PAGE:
Main bank systemBanks optimized monitoring costs by designating a main bank.MOFs restrictive branching policy encouraged banks to expand credit exposures outside their territories via the main bank system. Main banks monitored the solvency of borrowers, not their profitability.Main banks bailed out nonmain banks when borrowers experienced financial problemsin turn, main banks took first-rank collaterals, which fully protected them.
Decline in land prices revealed asymmetry between main and nonmain banks in valuing loans.Syndicated loans had not been introduced until 1997.
Classification of SPLs as defined in our paper (roughly in line with official classification)Percentages indicate the loan loss provisions applicable in each category. SPLs are special mention and some near bankruptcategory loansUnderwatch5%Special mention15%Near bankruptcy70%De facto bankruptcy100%Judicial bankrutpcy100%55% wedge
Banks view and the collateral optionBanks seldom resort to debt-equity swaps as it requires coordination among main banks and nonmain banks very few cases of DESCollateral as an option where liquidation prices is strike priceDebt price (including the option) is capped at par; however if potential upside gain is sufficiently large, the equity view of the SPLs should price it higher than debtDebt is senior to equity in bankruptcy
Values (after the haircut i.e. B/A vary widely but generally in the 60 -80 cents/$ range). This is the banks view of their restructured portfolio
III. Equity play: Investors bid price LeverageActual return on asset is not as high as publicized. ra = (re + lrb) / (1+l)ra : rate of return on assets rb : borrowing ratel: leverage factor Average spread of distressed corporates: 600-800 bps (these are BB to C corporates)
2. Bid price (XT), based on Internal rate of return n XT = R / (1+ra)t + XT+n / (1+ra)n t=1 R: annual return Assume XT = XT+n. Then, XT = R / ra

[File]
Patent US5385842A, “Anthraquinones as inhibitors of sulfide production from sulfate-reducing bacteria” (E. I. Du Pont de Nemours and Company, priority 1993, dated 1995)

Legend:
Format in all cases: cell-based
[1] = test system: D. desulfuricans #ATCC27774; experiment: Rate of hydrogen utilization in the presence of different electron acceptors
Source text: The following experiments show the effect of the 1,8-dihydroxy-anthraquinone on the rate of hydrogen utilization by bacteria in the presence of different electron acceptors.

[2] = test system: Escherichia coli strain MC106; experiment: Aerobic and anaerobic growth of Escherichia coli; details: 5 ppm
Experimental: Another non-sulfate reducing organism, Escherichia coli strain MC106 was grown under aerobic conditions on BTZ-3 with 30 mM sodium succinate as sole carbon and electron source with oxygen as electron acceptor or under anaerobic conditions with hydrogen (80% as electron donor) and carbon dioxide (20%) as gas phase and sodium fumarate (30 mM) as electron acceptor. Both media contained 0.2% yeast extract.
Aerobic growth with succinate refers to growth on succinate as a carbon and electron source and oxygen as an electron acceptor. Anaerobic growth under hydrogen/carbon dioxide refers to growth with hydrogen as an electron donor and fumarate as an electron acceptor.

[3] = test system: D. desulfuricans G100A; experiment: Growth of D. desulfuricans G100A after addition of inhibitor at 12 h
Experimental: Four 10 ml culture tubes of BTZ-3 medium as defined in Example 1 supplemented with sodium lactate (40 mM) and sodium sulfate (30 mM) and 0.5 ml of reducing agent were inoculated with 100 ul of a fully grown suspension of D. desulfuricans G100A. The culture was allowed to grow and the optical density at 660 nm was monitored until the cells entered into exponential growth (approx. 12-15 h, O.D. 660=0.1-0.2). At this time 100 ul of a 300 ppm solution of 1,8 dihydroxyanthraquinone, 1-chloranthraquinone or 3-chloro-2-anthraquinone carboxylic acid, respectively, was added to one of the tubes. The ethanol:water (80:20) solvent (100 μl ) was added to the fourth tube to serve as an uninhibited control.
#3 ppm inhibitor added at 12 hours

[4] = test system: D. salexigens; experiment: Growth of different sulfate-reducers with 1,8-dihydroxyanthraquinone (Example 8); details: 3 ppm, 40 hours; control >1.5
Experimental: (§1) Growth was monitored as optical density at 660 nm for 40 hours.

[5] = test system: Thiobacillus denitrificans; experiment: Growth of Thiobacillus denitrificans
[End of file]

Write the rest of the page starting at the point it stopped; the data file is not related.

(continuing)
Bottom priceAssume R is the inherited interest.....
IV. Perpetual debt play: Banks offer price nV = [pi(1-pi-1)L + (1-pi)Ii] / (1+ri) T=1pi : probability of default at period iL : value of the loan at liquidationIi : income from the loan at period iri : discount rate
Todays SPL value, based on DCFTo simplify.........
We assume 5-year investment horizon and, Ii to be 2% of I, where I is book value r to be zero
Assume liquidation value to be collateral value,Max L = dI, d is collateral coverage ratio.
Then,V = [pd + 1.1*(1 p)] I
Land prices in central cities is at 20% of the peak.Hence, the collateral coverage d is 20%.
Tomorrows value (Potential future gain)
But, what if the economic recovery increases collateral value and lowers default probability?(d increases by roughly 5% for 5 year (compouded) or about 30%; p decreases by 10%)
In a future state ( f ), if: d goes up by 30%: df = 20% (1.3)= 26% p goes down by 10%: pf = p -10%
Cases of debt restructuring
In 100 million
Initial LoanPresent valueDebt equity swap and new captal
Name of companyABB/ACC/A
Chiyoda Kakou Kensetsu83937344.5%182.1%
Source: Nomura Research Institute
Haircut factor and bid price to achieve 6.8% return on assets
R [Interest rate (inherited) on books (%) ]1.522.5
Haircut to adjust for the above payment of interest (%)77.970.663.2
Bid price, cents on the dollar (1 minus haircut factor)22.129.436.80.65
cash flow improvement
Required earning to achieve higher bid price
Offer price from bank657485
Required cash flow improvement (%)161%176%195%
Land price (2)